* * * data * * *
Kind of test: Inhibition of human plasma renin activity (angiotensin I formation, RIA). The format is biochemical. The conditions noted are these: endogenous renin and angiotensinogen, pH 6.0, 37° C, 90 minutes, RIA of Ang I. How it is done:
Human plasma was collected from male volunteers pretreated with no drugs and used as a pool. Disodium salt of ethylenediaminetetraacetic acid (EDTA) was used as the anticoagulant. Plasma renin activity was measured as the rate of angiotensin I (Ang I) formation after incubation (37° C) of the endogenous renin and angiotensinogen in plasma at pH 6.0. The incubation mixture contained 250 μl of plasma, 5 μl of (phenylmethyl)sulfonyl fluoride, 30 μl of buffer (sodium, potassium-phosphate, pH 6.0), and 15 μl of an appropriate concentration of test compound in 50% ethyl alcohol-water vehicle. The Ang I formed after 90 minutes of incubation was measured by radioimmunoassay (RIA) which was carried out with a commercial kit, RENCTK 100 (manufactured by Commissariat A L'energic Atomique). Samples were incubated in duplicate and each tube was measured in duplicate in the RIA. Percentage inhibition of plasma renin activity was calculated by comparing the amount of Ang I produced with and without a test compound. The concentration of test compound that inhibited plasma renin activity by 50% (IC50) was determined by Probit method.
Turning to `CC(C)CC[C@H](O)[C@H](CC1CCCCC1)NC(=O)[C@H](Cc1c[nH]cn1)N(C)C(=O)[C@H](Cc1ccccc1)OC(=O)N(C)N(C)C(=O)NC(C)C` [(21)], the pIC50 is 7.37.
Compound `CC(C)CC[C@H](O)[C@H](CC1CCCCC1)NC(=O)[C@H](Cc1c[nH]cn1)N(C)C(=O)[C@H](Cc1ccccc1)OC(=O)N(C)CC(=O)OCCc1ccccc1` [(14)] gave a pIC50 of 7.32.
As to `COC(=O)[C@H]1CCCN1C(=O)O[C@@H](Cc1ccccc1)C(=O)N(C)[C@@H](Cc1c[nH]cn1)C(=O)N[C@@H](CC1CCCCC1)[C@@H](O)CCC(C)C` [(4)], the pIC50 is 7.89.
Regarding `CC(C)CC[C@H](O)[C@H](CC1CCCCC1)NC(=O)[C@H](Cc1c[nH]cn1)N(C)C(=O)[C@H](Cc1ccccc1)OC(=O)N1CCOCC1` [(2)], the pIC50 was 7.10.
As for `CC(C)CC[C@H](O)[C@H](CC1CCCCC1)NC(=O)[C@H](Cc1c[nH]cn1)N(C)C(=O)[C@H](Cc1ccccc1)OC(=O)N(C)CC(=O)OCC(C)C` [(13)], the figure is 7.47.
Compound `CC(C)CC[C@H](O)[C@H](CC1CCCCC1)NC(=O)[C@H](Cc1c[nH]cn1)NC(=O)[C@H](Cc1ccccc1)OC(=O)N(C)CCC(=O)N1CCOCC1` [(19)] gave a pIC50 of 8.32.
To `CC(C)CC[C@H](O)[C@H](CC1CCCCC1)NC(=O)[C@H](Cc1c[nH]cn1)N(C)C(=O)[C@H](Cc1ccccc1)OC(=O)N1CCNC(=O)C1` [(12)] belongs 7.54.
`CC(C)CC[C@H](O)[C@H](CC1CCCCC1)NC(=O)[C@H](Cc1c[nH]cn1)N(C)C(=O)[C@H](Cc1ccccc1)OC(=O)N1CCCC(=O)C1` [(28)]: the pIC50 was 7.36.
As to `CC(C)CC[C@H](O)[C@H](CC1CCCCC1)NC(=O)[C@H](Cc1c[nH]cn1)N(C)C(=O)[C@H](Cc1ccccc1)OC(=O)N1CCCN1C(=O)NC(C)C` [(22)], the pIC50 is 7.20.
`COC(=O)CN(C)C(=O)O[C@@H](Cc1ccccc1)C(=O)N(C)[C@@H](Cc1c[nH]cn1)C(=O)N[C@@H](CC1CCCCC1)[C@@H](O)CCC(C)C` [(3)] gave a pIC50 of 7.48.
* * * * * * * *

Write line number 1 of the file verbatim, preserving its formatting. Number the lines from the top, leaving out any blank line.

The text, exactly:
Kind of test: Inhibition of human plasma renin activity (angiotensin I formation, RIA). The format is biochemical. The conditions noted are these: endogenous renin and angiotensinogen, pH 6.0, 37° C, 90 minutes, RIA of Ang I. How it is done: